Judge Wortham says voters may have been misled, halts South Park destruction
Nostalgic South Park graduates will see their former school stand for at least a few more months, as Judge Bob Wortham has granted the Beaumont Heritage Society's request for a temporary injunction.
A hearing to enjoin Beaumont Independent School District from demolishing South Park Middle School was held last week in Judge Wortham's 58th District Court.
On Monday, Aug. 3, the judge determined that evidence suggested voters may have been misled by the district in the 2007 bond election. He set a hearing for a permanent injunction for Sept. 21.
BISD planned to raze the 86-year-old South Park campus this summer and begin construction on a new $42 million middle school as part of a recent $389 million bond project.
Even with such a high price attached to the project, district officials have publically stated that renovating the aging structure that once housed South Park High School would be even more costly than building a new school.
At least one local engineer disagreed with BISD's plan.
During the July hearing, Sina Nejad of Sigma Engineers testified that every "intelligent tax payer" living in Beaumont should be "offended" that the school district wants to raze a structurally-sound building and replace it with a more expensive facility.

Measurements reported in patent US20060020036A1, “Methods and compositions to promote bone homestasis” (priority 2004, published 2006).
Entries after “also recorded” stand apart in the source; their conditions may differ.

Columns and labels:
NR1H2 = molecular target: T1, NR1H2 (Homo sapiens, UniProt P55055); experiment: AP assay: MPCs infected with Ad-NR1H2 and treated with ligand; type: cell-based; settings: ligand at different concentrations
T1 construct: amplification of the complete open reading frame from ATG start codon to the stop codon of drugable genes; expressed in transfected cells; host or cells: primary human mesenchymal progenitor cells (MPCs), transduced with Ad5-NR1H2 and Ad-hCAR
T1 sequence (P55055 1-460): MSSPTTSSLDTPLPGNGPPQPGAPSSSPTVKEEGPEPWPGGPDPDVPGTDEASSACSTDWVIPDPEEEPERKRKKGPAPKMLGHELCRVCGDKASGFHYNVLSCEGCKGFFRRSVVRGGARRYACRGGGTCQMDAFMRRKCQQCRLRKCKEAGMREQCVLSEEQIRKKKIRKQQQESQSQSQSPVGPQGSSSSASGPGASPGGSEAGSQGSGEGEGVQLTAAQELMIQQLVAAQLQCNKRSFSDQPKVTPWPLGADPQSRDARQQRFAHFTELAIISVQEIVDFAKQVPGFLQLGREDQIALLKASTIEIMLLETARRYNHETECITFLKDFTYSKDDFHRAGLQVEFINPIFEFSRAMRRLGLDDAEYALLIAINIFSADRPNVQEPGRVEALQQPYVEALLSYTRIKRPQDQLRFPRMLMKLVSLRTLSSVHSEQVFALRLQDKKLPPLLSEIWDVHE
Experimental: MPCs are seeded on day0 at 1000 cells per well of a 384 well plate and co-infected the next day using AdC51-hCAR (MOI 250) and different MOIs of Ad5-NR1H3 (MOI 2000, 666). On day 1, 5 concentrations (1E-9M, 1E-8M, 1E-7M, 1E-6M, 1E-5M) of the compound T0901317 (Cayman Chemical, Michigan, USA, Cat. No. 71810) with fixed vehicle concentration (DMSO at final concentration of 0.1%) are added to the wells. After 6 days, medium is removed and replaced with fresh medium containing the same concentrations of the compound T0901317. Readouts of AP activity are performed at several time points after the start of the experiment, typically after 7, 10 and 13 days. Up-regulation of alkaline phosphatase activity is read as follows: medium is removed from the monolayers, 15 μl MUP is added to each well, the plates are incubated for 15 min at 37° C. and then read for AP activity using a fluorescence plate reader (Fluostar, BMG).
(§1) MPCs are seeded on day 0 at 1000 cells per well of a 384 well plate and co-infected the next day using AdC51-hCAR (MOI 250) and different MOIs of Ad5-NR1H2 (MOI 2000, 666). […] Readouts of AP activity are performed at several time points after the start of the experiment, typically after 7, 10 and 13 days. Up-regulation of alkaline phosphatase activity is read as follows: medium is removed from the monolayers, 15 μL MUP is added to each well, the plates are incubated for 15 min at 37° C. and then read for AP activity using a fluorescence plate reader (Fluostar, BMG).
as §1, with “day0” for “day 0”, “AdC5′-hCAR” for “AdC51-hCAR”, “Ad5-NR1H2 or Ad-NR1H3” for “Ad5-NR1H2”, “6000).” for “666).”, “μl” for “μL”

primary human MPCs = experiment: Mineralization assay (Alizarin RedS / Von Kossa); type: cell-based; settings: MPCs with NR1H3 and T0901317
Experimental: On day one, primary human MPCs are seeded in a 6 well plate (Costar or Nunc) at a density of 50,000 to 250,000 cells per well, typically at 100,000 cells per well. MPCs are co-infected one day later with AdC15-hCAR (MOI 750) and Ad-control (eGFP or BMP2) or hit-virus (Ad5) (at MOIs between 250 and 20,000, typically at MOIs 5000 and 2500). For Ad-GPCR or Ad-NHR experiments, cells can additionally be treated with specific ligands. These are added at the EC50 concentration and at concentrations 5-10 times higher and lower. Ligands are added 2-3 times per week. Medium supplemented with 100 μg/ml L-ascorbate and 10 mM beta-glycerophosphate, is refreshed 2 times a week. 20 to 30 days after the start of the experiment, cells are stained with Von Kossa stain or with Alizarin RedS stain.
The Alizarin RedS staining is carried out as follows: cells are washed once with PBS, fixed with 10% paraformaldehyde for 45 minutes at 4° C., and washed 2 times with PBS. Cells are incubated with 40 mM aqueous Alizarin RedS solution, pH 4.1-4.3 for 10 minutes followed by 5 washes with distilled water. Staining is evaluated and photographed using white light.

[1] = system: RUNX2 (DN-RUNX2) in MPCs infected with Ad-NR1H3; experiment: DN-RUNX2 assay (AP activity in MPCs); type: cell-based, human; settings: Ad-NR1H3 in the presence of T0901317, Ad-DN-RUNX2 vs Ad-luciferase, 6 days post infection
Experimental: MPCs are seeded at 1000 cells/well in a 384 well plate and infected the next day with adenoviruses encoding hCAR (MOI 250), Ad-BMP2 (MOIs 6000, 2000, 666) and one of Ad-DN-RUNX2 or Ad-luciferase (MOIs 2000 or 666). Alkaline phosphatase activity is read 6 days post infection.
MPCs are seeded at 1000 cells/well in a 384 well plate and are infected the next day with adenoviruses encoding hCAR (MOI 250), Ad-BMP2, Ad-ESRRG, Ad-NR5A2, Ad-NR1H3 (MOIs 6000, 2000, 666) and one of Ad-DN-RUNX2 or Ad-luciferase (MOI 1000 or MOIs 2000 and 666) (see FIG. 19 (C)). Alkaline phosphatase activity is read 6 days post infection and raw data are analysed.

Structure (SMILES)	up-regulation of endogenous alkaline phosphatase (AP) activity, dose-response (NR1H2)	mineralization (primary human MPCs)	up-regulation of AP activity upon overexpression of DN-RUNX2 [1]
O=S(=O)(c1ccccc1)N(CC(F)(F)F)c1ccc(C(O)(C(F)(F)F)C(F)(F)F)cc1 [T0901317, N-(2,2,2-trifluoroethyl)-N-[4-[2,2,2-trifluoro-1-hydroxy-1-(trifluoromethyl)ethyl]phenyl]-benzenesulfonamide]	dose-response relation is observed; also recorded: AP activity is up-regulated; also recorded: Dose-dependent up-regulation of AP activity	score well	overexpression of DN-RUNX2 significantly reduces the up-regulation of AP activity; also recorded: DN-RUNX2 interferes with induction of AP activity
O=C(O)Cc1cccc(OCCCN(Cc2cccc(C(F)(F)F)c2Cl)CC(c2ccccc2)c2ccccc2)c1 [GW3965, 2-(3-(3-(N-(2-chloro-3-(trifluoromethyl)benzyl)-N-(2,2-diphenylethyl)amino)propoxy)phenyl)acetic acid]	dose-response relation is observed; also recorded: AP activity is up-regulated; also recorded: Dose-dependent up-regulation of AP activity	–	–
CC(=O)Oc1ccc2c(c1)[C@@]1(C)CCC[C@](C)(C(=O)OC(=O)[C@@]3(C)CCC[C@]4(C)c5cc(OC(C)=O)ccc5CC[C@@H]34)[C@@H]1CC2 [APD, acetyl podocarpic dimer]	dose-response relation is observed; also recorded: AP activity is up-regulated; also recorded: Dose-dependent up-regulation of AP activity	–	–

Conversely, BISD Superintendant Carrol Thomas testified that it would be 25 percent more expensive to renovate South Park rather than raze the school and spend $42 million to build a new one.
Nejad also testified that the only way it would be more expensive to renovate is if the district put "gold-plated knobs" on every door.
In early July, the Beaumont Heritage Society filed and obtained a temporary restraining order, alleging BISD misled voters during the district's recent $389 million bond issue.
The society claims that pamphlets distributed by the Beaumont Chamber of Commerce leading up the bond election stated the district would not tear the school down but planned to renovate it.
Michael Getz, attorney for the Heritage Society, said voters relied on that information when approving the bond.
In response to Getz's assertions, Thomas testified the district was not responsible for the content in the pamphlets, which he claimed were put together and printed by a local newspaper, The Examiner.
But the publisher of The Examiner, Don Dodd, testified that the content for the pamphlets was sent to the paper via e-mail from the district's former public relations officer.
But the superintendent maintained he had no knowledge of any school officials disseminating such information and said several school personnel did, however, choose to campaign for the bond in an unofficial manner.
Although South Park weathered three of the area's worst hurricanes and has stood since 1923, BISD claims the building cannot accommodate an expected influx of new middle school students.
However, testimony and court documents show that the school's attendance has dramatically declined in recent years and would, if left standing, bottom out at around 400 students.
The school currently has a capacity of 30 classrooms.
On several occasions, Getz has publically claimed that BISD never bothered to perform a solid cost effective study on the difference between demolishing versus renovating the school.
Nejad, who examined some of the structural studies the district paid to have done, said several discrepancies he found in the reports caused him to question the reliability of the company that did the studies.
Nejad testified that he attempted to examine South Park for himself, but was blocked by BISD's council and instructed to leave the school's premises.